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Using LEGO bricks for math & more…

Besides being an awesome toy and creative medium, LEGO can be also used for teaching purposes. In fact LEGO bricks are quite common in classrooms and after-class programs to teach anything from math-skills to engineering, robotics, and more. I found this fun little video the other day where LEGO bricks are used to teach fractions – something that is quite difficult to grasp at first. Check it out. 🙂

LEGO Fractions

If you or your kids are having trouble understanding fractions, you can use LEGO bricks to help visualize how the concept works. The shape of LEGO bricks, and the fact that the different sizes are fractions of each other, as well as the placement of the studs all help to see what fractions are about.

What do you think? How did you like the video? Have you used LEGO before to visualize a concept or as a teaching tool? Feel free to share your own experiences and ideas in the comment section below! 😉

And you might also like to check out the following related posts:

{ 15 comments… add one }
  • Superweapon April 19, 2014, 10:01 AM

    That’s actually really clever!


    I have thought of this before. If I was still doing “easier” math problems I would so do this! 😀

  • Lloydguy April 19, 2014, 11:13 AM

    Awesome! this is off topic, but did anyone see the season finally of Chima this morning? It was awesome, and if you look at the end when Scorm throws the Chi into the crack in cave, there is a sabertooth Tiger who looked like he was already transformed. And can you believe Lavertus is Laval’s uncle? Actually, I can because it is on one of the webisodes on the LEGO.com site. I cant wait for next season!

    • Lloydguy April 19, 2014, 11:16 AM

      AH! Spoilers after the first question mark. I wrote spoiler alert but it disappeared, probably because I put it in between greater than and less than symbols.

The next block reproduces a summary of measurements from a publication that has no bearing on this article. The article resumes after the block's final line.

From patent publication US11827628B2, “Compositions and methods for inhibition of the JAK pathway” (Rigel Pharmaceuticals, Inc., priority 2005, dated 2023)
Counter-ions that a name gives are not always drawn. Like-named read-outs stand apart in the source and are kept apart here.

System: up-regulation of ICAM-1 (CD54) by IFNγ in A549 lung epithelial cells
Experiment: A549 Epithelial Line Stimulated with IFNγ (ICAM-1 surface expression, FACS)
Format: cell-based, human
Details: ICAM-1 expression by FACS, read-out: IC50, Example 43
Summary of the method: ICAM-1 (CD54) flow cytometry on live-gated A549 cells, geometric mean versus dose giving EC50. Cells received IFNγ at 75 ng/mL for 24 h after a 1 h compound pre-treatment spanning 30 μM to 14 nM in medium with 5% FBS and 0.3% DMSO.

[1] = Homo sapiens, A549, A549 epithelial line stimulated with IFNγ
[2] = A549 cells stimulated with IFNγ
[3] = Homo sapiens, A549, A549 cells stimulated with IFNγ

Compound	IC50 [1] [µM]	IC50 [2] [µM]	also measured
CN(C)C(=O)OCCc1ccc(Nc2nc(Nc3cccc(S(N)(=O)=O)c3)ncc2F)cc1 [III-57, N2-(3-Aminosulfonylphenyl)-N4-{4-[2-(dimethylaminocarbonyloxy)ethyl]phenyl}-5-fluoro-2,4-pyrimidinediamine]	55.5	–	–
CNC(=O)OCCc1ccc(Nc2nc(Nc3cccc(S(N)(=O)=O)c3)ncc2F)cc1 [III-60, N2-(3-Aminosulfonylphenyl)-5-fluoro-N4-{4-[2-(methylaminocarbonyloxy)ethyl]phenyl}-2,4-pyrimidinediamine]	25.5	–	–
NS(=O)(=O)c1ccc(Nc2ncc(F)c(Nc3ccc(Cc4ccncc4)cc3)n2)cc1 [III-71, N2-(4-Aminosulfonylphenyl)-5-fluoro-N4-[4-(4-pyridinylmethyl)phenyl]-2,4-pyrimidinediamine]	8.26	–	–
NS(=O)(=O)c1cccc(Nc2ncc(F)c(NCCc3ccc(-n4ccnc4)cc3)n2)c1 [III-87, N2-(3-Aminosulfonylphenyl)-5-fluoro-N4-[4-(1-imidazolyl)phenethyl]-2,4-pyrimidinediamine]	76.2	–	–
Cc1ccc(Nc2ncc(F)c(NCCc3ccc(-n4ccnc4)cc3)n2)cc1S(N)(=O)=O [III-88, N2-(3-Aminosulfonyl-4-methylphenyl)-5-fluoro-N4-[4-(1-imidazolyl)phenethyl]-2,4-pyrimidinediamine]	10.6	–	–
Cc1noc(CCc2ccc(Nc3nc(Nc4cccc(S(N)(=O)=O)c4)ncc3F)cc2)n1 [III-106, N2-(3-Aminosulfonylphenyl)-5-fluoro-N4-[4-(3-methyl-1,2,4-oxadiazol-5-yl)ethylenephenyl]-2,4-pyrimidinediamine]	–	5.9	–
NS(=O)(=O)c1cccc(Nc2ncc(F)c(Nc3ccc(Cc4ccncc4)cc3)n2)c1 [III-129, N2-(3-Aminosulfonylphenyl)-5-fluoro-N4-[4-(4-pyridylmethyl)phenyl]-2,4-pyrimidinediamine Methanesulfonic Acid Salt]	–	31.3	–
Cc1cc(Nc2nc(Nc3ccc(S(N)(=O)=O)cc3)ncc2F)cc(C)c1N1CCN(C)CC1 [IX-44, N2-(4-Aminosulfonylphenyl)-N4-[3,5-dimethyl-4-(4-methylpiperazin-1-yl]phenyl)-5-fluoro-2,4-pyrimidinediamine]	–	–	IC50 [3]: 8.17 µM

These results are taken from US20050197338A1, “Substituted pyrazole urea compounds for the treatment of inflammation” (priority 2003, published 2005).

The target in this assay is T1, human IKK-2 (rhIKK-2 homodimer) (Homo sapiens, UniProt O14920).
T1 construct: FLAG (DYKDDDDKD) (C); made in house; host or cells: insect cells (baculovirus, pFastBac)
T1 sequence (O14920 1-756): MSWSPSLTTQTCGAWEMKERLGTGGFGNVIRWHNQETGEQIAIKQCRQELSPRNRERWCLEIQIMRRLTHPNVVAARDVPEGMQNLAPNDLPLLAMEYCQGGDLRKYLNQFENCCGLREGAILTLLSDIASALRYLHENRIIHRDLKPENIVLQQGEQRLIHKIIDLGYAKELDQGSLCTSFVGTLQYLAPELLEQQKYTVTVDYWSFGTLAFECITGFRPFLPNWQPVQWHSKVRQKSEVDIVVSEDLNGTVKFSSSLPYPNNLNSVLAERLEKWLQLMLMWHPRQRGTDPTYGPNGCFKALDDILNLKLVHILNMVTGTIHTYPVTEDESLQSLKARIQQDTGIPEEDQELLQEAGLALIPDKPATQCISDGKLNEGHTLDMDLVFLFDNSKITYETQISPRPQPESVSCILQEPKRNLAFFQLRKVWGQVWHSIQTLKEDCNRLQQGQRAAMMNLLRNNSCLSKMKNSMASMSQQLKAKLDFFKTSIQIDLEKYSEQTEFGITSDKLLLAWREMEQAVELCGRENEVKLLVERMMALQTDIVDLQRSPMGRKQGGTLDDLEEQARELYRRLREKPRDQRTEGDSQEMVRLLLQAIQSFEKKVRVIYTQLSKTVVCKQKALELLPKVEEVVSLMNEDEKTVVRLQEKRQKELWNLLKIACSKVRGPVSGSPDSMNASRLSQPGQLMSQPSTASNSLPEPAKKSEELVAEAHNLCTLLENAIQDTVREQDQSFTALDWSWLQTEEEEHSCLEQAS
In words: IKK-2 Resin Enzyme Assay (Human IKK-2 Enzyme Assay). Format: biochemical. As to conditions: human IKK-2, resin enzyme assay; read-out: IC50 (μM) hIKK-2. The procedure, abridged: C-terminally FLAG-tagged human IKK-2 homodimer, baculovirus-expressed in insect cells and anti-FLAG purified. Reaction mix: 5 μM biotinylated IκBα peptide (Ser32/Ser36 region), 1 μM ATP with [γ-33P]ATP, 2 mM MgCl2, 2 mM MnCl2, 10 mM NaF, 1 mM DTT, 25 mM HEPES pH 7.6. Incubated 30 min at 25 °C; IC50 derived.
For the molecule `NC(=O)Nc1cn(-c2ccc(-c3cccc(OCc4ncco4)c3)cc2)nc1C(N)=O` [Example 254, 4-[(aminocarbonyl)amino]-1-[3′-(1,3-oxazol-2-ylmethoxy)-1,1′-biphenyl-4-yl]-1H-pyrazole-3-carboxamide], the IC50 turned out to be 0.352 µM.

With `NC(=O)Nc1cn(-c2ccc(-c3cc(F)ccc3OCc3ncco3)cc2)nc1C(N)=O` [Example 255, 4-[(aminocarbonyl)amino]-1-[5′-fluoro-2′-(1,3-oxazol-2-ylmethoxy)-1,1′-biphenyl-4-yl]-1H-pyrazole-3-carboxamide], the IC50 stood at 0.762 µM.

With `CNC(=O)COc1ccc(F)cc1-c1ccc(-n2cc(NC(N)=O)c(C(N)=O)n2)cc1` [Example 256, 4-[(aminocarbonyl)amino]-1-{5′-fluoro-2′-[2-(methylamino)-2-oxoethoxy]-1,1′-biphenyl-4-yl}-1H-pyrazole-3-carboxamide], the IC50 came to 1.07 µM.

• Lloydguy April 19, 2014, 11:18 AM

    Did they actually cut the LEGO bricks, or did they stop the video and replace it?

    • Strider April 19, 2014, 12:16 PM

      They must have replaced it. The whole video is stopmotion, which I thought was confusing at first because it didn’t seem nessecary, but the reason they probably did this would be to get that cutting effect.

  • Russell April 19, 2014, 12:14 PM

    cool, my mom is a math teacher and she does this. Although, sometimes it’s for grades over 9. nice

    • Lorca Strand April 19, 2014, 12:21 PM

      Nice! I like when LEGO is used for educational purposes. But this method, I couldn’t see used past the fourth grade, if that.

  • HP April 19, 2014, 10:37 PM

    Lorca! I can’t seem to reach you through the email, any updates?

    • admin April 20, 2014, 10:38 AM

      HP, should I contact him on your behalf? I’m not sure if he will see your comment.

  • Kalle April 20, 2014, 12:21 PM

    I wonder if it would work with dyscalculia students…?

    • admin April 20, 2014, 12:33 PM

      Kalle, it probably depends on how severe the condition is. I have trouble with numbers myself and I clearly remember that what made me understand divisions was colored sticks that our teacher used. Once I saw what in 3D form what divisions look like I got it. So I think it is worth a try.

  • NRG Cole April 21, 2014, 11:55 AM

    see, i told you LEGO was educational 😀

  • ninja of stealth April 21, 2014, 12:37 PM

    that’s a great idea! 😀

  • Russell April 22, 2014, 10:24 PM

    She used lego for graphing mostly i think… But it can be very useful when that is what the person is used too…

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